Wei was born in Beijing and left when he was 15 years old. He, and Karin, returned l last year.
They elected to live in the inner city so it’s been a privilege to have a taste of their life in a hutong. Hutongs, the heart and soul of Beijing, are alleys formed by lines of traditional courtyard residences. Neighbourhoods were formed by joining one residence to another to form a hutong, and then joining one hutong to another. Hutong also refers to the neighbourhoods of alleys. Many hutongs have been demolished to make way for new housing, others have fallen into disrepair and are low cost accommodation while others have become protected historical areas.
Karen and Wei’s home in the hutong, is one of the few in the alley that has been renovated, with the rooms wrapping around a small courtyard, a remnant of a much larger courtyard from times long ago. Wei calls his serene courtyard a ”chaoasis”. An oasis from the chaos that is sometimes life in Beijing. Sitting in the sanctuary of their courtyard it is impossible to believe that there is a city of 27 million people just outside its walls.
Karin is an amazing cook with a passion for Chinese cuisine. We have been treated to a dazzling array of treats from across the country, all created in her tiny kitchen. Her banquets start northern style, with a selection of cold dishes such as marinated cucumber, jellyfish with chilli, lotus root salad, shredded bean curd, three flavoured salad and woodear mushroom salad. She follows this with an array of hot dishes such as steamed eggplant with cumin, asparagus in chicken broth, duck and winter melon soup, tree bark with egg, pork cooked in red fermented beans, chicken with peanuts, sticky rice in lotus leaves and garlic steamed prawns. The dishes have exotic names such as La pi, Gong Bao and Su Dong Po but I have been at a loss to remember them and put them with the correct dishes. I have learnt that Chinese cuisine is as much about texture and appearance as it is about flavour. Karin tells me I must first eat the food with my eyes. Her banquets are made more special by the fact that she gathers the ingredients from the local stalls and transports them home on her bike.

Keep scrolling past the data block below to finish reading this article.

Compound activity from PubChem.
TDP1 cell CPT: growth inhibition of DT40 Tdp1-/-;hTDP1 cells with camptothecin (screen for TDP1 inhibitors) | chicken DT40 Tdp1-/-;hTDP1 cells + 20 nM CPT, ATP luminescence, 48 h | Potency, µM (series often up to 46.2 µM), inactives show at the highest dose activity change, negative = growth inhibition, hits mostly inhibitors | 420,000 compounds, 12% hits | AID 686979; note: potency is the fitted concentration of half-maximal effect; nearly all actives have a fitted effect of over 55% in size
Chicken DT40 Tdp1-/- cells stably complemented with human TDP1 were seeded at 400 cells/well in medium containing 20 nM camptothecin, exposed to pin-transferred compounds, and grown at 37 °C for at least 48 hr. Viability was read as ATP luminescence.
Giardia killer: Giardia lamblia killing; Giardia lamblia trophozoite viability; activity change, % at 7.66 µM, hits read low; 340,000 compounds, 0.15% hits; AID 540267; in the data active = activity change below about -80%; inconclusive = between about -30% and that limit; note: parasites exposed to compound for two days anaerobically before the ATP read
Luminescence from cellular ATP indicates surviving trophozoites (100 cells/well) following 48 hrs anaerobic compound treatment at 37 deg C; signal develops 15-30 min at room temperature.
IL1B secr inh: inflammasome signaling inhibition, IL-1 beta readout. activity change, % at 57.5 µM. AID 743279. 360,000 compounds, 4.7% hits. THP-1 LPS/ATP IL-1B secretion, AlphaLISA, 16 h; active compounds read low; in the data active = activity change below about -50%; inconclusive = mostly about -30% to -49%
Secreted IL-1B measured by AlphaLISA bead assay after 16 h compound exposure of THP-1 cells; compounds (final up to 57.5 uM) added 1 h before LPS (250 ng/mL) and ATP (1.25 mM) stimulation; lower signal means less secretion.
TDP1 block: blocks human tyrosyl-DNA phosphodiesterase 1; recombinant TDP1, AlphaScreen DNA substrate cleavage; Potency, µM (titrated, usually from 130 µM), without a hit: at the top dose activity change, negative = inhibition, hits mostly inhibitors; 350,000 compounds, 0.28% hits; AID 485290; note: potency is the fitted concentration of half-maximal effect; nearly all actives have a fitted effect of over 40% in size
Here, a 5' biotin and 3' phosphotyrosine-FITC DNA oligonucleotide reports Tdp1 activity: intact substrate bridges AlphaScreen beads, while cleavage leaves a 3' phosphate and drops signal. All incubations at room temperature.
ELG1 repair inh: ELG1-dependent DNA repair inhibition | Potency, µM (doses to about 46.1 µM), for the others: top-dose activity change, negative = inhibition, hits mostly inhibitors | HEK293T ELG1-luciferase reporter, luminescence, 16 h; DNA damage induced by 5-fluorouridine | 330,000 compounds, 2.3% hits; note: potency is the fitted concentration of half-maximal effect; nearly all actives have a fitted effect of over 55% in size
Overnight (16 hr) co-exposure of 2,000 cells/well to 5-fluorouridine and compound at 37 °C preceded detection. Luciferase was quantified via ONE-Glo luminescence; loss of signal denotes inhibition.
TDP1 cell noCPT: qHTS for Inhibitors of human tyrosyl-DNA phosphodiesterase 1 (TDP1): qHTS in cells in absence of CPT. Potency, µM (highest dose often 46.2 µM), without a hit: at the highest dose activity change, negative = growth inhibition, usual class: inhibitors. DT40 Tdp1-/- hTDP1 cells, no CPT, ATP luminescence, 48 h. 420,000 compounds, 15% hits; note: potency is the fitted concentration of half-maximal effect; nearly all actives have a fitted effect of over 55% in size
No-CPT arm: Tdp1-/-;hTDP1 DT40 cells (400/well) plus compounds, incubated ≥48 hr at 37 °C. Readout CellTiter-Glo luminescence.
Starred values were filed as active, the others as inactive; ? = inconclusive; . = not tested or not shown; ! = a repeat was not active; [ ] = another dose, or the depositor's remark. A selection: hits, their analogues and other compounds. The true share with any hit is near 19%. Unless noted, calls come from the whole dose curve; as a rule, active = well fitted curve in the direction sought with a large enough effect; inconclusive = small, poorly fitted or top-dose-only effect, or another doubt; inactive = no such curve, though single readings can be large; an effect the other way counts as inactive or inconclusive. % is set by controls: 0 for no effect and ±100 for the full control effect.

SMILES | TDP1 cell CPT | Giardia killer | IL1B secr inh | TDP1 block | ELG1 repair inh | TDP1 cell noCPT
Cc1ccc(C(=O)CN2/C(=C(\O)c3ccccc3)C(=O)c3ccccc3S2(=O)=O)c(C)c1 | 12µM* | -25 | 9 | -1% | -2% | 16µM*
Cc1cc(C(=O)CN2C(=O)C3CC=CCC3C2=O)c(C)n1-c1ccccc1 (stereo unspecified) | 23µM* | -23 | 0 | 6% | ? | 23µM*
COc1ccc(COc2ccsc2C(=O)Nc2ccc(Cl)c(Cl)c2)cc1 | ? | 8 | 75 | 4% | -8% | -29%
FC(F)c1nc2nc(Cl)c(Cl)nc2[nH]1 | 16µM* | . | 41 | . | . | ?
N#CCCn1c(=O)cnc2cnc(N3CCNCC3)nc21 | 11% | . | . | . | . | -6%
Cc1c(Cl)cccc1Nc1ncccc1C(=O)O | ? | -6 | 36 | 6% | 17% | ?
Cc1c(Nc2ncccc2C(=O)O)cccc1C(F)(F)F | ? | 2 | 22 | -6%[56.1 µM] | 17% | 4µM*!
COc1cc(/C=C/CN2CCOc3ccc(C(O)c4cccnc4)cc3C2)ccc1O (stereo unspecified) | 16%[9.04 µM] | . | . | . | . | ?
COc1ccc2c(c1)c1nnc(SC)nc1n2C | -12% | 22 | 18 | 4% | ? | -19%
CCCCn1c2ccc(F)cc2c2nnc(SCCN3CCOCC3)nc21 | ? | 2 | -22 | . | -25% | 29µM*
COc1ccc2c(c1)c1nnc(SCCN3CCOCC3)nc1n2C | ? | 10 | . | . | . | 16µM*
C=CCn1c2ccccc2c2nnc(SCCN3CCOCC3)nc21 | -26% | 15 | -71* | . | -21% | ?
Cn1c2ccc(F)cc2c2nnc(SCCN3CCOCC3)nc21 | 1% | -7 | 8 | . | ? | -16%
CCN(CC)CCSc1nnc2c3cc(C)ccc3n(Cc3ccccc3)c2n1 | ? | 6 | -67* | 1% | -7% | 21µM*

We step directly out of Karin and Wei’s home into the street of the Hutong. The Hutong buzzes with life; there is a tiny convenience store across the alley which operates 24 hours a day, small restaurants and bars can be found round corners, people hang their washing in the lanes and old people sit on door steps watching the world go by.
Many of the Hutong dwellings don’t have toilets, so the solution has been to provide public bathrooms, which are kept immaculately clean, but it is funny to see people wandering about in their PJ’s. Thankfully we didn’t have to do that, I would have hated a midnight dash.
I have learnt from our brief time in the hutong that the outside of a building does not reflect the beauty inside. Karin has taught me to look past the outside, up over the walls to the trees. The size and type of the tree is a good indicator of the age and original prestige and size of a property.
I will always treasure our stay with Wei and Karen in their Beijing hutong and part of me is envious of the close communal life that the hutong residents share.